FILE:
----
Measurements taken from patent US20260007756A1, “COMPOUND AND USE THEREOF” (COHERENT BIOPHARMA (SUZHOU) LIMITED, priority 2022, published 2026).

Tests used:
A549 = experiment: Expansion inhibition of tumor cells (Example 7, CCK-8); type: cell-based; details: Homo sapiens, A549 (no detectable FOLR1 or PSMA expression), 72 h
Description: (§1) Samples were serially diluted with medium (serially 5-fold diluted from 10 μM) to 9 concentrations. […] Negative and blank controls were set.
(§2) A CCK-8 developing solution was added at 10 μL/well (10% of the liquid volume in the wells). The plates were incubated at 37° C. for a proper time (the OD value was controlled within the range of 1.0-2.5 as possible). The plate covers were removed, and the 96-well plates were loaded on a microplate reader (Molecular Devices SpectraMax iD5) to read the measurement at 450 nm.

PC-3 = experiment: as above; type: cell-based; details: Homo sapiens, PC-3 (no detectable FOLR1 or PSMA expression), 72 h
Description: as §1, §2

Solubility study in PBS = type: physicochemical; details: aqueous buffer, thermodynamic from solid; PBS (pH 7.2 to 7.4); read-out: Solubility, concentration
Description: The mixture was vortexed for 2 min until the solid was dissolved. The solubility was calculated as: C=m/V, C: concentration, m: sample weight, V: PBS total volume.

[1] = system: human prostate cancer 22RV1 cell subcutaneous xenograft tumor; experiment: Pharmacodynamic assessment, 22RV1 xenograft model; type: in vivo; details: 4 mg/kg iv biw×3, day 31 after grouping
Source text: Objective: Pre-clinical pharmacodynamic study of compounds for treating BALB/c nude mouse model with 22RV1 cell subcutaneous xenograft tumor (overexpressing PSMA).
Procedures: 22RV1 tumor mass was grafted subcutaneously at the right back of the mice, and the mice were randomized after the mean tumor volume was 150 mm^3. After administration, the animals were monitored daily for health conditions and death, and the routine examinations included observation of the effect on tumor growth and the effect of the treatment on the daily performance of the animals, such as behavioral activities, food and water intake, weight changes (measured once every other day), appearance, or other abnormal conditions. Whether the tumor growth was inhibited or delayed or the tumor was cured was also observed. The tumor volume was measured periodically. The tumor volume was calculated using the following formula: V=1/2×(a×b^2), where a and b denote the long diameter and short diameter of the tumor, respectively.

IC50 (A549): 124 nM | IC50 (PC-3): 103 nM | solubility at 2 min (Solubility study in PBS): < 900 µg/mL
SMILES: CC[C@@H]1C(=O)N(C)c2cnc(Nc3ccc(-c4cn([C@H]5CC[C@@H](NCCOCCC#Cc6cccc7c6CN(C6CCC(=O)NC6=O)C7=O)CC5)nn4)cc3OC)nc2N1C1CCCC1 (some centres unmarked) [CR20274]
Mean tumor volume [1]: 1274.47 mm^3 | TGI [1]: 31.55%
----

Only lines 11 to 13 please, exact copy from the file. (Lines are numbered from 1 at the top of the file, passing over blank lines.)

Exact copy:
Source text: Objective: Pre-clinical pharmacodynamic study of compounds for treating BALB/c nude mouse model with 22RV1 cell subcutaneous xenograft tumor (overexpressing PSMA).
Procedures: 22RV1 tumor mass was grafted subcutaneously at the right back of the mice, and the mice were randomized after the mean tumor volume was 150 mm^3. After administration, the animals were monitored daily for health conditions and death, and the routine examinations included observation of the effect on tumor growth and the effect of the treatment on the daily performance of the animals, such as behavioral activities, food and water intake, weight changes (measured once every other day), appearance, or other abnormal conditions. Whether the tumor growth was inhibited or delayed or the tumor was cured was also observed. The tumor volume was measured periodically. The tumor volume was calculated using the following formula: V=1/2×(a×b^2), where a and b denote the long diameter and short diameter of the tumor, respectively.

IC50 (A549): 124 nM | IC50 (PC-3): 103 nM | solubility at 2 min (Solubility study in PBS): < 900 µg/mL